Retirement should be an individual decision, rather than some arbitrary date set by the federal government. Individuals differ widely in their affection for their present line of work, in their desire to pursue some alternate retirement avocation, in the size of their retirement nest egg, in their current state of health, in whether they have relatives requiring childhood or old age support services, and so on. All of this screams for leaving individuals the widest discretion in whether and when they retire.
One implication of the foregoing is that individuals, not Congress, should have control over their own retirement accounts. Social Security as presently set up has a terrible rate of return, isn’t in any way a “lock box,” and instead is a piggy bank for politicians to raid for pet projects and income redistribution.
A far better option would be for government to encourage individuals to set up diversified, fiscally conservative Keogh-type retirement accounts with up to $10,000 per year income-tax-free contributions allowed and the funds in this account to remain tax-free forever after. Contributions would be allowed, whether one is working or not and even if the contribution is a gift from someone else. Thus, a husband could put $10,000 a year in his wife’s Keogh account to compensate her for years not in the paid labor force — as, for example, when bringing up their young children.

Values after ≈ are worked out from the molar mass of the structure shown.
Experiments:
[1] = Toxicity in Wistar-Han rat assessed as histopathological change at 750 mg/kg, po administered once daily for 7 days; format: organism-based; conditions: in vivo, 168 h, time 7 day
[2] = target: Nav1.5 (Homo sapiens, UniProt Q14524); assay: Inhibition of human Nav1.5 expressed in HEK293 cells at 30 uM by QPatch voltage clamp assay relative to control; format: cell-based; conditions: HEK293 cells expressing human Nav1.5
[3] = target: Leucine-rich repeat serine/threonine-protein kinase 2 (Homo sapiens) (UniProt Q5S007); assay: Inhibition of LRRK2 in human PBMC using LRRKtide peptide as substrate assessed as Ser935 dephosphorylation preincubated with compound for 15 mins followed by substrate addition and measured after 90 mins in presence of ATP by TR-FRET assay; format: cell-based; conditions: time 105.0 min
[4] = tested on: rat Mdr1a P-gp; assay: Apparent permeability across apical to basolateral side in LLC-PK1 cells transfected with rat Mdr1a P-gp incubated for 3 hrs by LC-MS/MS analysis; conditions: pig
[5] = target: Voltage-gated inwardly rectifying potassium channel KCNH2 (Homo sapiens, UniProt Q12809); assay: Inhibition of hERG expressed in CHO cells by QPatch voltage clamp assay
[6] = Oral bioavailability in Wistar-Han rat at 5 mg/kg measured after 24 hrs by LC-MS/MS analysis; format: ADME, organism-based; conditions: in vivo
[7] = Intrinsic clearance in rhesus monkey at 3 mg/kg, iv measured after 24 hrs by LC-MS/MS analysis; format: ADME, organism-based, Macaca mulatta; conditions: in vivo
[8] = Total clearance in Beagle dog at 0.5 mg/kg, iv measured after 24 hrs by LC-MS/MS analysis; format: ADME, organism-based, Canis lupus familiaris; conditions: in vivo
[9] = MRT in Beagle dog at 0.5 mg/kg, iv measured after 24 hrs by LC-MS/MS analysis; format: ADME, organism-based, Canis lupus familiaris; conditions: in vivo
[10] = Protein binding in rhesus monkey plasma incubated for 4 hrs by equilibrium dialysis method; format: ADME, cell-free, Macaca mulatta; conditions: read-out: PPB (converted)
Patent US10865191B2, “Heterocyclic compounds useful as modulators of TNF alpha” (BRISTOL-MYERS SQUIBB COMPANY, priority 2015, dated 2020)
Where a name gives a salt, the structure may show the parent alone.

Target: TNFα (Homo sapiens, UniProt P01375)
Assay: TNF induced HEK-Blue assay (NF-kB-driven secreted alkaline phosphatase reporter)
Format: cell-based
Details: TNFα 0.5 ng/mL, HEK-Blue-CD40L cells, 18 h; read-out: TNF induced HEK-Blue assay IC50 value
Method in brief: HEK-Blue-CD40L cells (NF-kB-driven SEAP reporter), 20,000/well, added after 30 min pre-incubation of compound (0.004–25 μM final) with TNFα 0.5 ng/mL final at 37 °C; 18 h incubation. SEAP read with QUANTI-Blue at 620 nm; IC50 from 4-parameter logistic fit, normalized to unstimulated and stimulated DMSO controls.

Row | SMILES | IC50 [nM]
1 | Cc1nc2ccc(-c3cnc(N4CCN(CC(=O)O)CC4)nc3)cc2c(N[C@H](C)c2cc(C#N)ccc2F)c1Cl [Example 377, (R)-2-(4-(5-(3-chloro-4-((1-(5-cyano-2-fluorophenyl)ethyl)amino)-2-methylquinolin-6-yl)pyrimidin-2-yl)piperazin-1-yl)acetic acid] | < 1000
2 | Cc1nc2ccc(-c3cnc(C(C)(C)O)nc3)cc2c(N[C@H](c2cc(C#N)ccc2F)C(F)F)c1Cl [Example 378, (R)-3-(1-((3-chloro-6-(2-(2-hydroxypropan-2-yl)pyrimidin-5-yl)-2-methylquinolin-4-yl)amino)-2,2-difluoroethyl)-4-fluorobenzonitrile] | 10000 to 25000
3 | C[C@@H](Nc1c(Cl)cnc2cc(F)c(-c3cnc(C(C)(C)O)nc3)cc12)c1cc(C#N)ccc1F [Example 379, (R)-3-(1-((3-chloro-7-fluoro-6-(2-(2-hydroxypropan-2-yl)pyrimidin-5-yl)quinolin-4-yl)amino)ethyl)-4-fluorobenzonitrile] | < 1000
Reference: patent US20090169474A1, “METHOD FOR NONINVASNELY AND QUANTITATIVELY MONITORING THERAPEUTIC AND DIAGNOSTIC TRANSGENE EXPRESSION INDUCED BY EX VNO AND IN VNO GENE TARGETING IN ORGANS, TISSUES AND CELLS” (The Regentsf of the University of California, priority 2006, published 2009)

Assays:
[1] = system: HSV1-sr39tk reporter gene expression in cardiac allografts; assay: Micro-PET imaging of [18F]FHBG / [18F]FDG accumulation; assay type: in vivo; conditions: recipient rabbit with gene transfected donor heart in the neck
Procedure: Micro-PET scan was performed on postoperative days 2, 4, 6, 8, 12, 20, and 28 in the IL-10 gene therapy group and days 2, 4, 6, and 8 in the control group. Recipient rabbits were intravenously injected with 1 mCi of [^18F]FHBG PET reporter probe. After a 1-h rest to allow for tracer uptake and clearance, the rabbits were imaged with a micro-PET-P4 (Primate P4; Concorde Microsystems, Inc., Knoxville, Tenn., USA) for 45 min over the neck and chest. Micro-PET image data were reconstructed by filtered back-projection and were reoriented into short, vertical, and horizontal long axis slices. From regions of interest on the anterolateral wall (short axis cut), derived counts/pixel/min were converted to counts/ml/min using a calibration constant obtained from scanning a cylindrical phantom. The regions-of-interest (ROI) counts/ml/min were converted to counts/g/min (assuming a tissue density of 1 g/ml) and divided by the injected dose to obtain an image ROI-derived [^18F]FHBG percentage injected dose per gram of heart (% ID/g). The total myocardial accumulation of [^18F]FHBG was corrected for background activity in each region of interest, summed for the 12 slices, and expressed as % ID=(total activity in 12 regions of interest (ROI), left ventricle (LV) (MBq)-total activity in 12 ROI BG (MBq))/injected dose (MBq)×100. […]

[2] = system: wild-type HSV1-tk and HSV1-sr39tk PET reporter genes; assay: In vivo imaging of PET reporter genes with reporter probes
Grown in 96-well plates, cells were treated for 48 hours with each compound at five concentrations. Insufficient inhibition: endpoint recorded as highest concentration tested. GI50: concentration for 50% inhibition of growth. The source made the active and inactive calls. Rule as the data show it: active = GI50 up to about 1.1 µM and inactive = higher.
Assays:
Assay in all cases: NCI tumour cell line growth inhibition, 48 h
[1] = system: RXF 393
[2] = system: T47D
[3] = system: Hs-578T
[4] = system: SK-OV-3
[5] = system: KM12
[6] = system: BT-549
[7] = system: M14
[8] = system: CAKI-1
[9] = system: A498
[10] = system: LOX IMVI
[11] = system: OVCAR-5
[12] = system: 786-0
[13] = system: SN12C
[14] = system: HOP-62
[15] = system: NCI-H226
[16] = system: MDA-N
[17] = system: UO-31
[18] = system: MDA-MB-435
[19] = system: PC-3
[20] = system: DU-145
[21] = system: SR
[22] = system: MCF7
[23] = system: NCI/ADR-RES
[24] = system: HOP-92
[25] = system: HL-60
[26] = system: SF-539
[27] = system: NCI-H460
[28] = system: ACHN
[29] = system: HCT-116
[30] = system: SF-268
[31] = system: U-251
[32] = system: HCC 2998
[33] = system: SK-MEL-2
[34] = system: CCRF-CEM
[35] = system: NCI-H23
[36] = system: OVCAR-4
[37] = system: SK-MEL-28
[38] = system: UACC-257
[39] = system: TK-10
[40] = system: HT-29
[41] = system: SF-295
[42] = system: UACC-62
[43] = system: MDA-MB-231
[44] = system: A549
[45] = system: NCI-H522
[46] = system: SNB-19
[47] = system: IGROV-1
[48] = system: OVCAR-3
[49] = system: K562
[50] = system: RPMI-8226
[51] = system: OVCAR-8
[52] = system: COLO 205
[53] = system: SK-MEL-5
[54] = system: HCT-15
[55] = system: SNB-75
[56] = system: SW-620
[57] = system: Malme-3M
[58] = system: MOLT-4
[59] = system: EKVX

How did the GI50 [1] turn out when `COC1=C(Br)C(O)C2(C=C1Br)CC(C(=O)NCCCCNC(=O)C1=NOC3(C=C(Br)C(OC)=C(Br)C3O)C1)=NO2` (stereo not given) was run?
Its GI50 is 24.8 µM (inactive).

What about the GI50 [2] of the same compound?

The funds, being held in the private rather than government sector, would contribute to economic growth rather than government growth.
To avoid the kind of demagogery that the Democrats and AARP indulged in when the second president Bush timidly tried to introduce private retirement accounts, individuals — even young people — could be given the choice of joining the low-payout government retirement system or the higher-return individually-owned Keogh account.
The latter individuals would be able to retire when they wished. The former would have to retire when Congress allowed them to.